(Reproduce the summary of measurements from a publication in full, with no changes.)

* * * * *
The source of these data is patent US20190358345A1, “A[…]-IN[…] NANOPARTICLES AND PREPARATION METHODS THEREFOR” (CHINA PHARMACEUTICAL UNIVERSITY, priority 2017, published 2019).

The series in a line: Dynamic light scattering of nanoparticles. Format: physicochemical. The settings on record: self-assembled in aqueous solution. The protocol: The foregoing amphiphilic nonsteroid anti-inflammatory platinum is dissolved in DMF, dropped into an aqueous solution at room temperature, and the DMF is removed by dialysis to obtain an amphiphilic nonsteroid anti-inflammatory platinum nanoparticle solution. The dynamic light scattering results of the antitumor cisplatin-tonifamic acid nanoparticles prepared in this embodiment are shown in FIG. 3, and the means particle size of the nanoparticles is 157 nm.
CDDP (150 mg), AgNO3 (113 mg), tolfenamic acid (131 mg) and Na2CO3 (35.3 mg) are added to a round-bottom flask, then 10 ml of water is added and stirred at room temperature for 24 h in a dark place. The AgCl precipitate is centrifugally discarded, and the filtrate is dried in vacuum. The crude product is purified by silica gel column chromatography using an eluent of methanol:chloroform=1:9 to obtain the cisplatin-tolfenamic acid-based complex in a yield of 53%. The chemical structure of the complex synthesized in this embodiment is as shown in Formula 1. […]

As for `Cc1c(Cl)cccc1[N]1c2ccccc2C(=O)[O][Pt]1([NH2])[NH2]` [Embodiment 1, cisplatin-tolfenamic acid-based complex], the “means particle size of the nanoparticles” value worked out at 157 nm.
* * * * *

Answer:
The source of these data is patent US20190358345A1, “A[…]-IN[…] NANOPARTICLES AND PREPARATION METHODS THEREFOR” (CHINA PHARMACEUTICAL UNIVERSITY, priority 2017, published 2019).

The series in a line: Dynamic light scattering of nanoparticles. Format: physicochemical. The settings on record: self-assembled in aqueous solution. The protocol: The foregoing amphiphilic nonsteroid anti-inflammatory platinum is dissolved in DMF, dropped into an aqueous solution at room temperature, and the DMF is removed by dialysis to obtain an amphiphilic nonsteroid anti-inflammatory platinum nanoparticle solution. The dynamic light scattering results of the antitumor cisplatin-tonifamic acid nanoparticles prepared in this embodiment are shown in FIG. 3, and the means particle size of the nanoparticles is 157 nm.
CDDP (150 mg), AgNO3 (113 mg), tolfenamic acid (131 mg) and Na2CO3 (35.3 mg) are added to a round-bottom flask, then 10 ml of water is added and stirred at room temperature for 24 h in a dark place. The AgCl precipitate is centrifugally discarded, and the filtrate is dried in vacuum. The crude product is purified by silica gel column chromatography using an eluent of methanol:chloroform=1:9 to obtain the cisplatin-tolfenamic acid-based complex in a yield of 53%. The chemical structure of the complex synthesized in this embodiment is as shown in Formula 1. […]

As for `Cc1c(Cl)cccc1[N]1c2ccccc2C(=O)[O][Pt]1([NH2])[NH2]` [Embodiment 1, cisplatin-tolfenamic acid-based complex], the “means particle size of the nanoparticles” value worked out at 157 nm.